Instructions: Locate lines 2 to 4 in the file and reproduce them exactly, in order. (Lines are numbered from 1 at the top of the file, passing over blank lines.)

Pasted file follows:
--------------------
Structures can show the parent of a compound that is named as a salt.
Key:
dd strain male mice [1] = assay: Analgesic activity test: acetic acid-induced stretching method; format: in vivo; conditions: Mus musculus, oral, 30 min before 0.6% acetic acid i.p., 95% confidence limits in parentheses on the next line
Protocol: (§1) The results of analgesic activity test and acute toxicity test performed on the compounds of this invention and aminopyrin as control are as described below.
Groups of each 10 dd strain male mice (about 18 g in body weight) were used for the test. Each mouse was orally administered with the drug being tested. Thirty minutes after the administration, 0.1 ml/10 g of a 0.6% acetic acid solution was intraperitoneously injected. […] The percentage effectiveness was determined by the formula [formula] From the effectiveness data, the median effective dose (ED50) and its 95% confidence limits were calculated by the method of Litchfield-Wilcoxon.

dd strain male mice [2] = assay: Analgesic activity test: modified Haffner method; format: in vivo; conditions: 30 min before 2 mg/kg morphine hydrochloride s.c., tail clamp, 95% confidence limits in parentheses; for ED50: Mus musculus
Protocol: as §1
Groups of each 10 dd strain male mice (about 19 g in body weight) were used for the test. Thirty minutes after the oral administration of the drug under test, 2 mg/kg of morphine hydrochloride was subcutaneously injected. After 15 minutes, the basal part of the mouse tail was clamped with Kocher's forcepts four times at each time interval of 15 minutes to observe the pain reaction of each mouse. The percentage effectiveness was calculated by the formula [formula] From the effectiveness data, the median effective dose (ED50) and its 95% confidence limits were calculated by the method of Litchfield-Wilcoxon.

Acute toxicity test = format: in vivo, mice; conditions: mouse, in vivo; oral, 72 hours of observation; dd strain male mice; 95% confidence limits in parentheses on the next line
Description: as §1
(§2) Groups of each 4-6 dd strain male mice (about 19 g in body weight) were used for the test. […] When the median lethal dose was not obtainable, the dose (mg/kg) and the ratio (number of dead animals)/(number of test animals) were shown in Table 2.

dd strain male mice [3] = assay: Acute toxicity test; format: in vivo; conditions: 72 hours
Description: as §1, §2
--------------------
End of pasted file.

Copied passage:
Key:
dd strain male mice [1] = assay: Analgesic activity test: acetic acid-induced stretching method; format: in vivo; conditions: Mus musculus, oral, 30 min before 0.6% acetic acid i.p., 95% confidence limits in parentheses on the next line
Protocol: (§1) The results of analgesic activity test and acute toxicity test performed on the compounds of this invention and aminopyrin as control are as described below.